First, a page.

In a previous post, I mentioned Joshua 10 and 1 Chronicles 16:30 as “problem passages” for those whose view of inspiration depends on the Bible being accurate in everything it says (or seems to say) about astronomy, geology, biology, etc.
Joshua 10 claims the sun temporarily stood still during a battle between the Israelites and the Canaanites, while 1 Chronicles 16 describes an immovable earth. On my blog the other day, I wrote that it’s obvious these texts “should be viewed as metaphor, not literal assertion.”
Actually, I got it wrong, as a friend pointed out later.
These texts are not simply metaphor. They’re not merely “the language of appearance,” as sometimes claimed. They’re not the equivalent of modern-day people saying “sunrise” and “sunset” when we know full well the sun doesn’t literally rise and set.
Joshua 10 and 1 Chronicles 16 reflect how people in the ancient Near East understood the cosmos.
They really DID think the sun moved and the earth didn’t. “Sunrise” and “sunset” weren’t metaphors to them; that’s what they thought the sun did.
This drawing depicts the cosmology of the ancient Near Eastern world.
The earth was conceived of as a flat disc, surrounded by a primeval ocean. Above the earth was the firmament, a solid dome which held the sun, moon, and stars. Above that, a heavenly ocean.
This is how pretty much everyone, including the writers of the Bible, understood the universe. That’s why the authors of Joshua 10 and 1 Chronicles 16 wrote what they did.
It shouldn’t come as surprise that we also find this view of the cosmos in the creation story of Genesis 1.
The primeval ocean shows up as the watery depth over which God’s spirit hovers in Genesis 1:2. A solid “firmament” or “vault” is depicted a few lines later (1:6), holding back the “waters above,” a.k.a. the heavenly ocean (1:7).
In other words, Genesis 1 reflects an ancient cosmology which we all know to be scientifically inaccurate. The earth is not a flat disc surrounded by a primeval ocean. There is no solid dome above us, and there is no heavenly ocean above that.
For young-earth creationists like Ken Ham, to question the scientific accuracy of Genesis 1 is to undermine confidence in the whole Bible. For me, accepting that Genesis reflects an ancient (and scientifically inaccurate) cosmology causes me to love these ancient texts even more.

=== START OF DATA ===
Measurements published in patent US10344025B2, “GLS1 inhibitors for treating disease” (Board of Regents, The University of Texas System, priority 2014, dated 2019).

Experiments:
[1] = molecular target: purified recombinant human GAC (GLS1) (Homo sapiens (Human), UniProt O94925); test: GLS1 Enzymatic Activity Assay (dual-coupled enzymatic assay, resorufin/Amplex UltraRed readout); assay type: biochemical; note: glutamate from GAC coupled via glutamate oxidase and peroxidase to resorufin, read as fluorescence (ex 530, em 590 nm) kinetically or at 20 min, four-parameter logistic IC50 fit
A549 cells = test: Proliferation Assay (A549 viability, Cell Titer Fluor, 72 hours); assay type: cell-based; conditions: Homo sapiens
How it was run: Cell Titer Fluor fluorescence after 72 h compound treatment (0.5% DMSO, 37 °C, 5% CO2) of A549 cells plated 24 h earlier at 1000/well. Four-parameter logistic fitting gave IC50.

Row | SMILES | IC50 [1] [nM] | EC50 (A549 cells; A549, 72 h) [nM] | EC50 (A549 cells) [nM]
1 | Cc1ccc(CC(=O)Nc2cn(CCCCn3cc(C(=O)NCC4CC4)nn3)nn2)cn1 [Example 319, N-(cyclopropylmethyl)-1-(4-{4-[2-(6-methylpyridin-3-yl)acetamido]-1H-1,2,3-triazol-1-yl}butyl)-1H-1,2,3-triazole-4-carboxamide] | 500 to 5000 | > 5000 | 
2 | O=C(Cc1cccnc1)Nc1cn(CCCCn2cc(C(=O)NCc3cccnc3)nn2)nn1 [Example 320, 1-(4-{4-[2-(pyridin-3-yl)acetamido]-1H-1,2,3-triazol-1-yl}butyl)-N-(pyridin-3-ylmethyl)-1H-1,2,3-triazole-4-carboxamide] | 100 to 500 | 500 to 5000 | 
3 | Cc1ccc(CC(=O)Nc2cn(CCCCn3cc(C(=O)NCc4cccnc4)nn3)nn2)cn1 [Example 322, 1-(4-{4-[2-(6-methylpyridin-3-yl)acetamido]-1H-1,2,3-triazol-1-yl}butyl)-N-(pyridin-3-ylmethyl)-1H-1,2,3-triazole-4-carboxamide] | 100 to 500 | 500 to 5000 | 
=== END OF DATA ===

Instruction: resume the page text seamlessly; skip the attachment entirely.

Why? Because it means God meets us where we are, limitations and all. Speaking in and through the scriptures, he met people of the ancient Near Eastern world where they were. He didn’t let their limited understanding of the universe stop him from revealing himself. He doesn’t let our limited understanding stop him from doing he same for us today.
So, for example, when God revealed himself as creator, he did so in the language of a prescientific world, within the framework of ancient Near Eastern cosmology — flat earth, solid firmament, moving stars, and all. That’s the only way that would have made sense to an ancient Near Eastern person, so that’s how God spoke.
This is sometimes called the incarnational view of scripture. Just as God took on flesh in the form of Jesus — a reality people could see, touch and understand — so God revealed himself in scripture in ways the very first to encounter his revelation could understand.
He doesn’t demand we overcome our limitations first. He did not wait for ancient people to shed their ancient cosmology before he said something about why he made the world.
We’re not so different from the people of the ancient Near East. We have our limitations, our blind spots. We may know the sun doesn’t move across a solid dome of firmament, but we do not know everything there is to know. Not by a long shot.
That doesn’t stop God from revealing himself to us.
Genesis is not a scientifically accurate record of how the universe came into being. It was never meant to be. But that didn’t stop God from telling us something about why the universe came into being.
For me, the latter is a story worth reading.
*A great book on the incarnational view of Scripture is Inspiration and Incarnation by Peter Enns.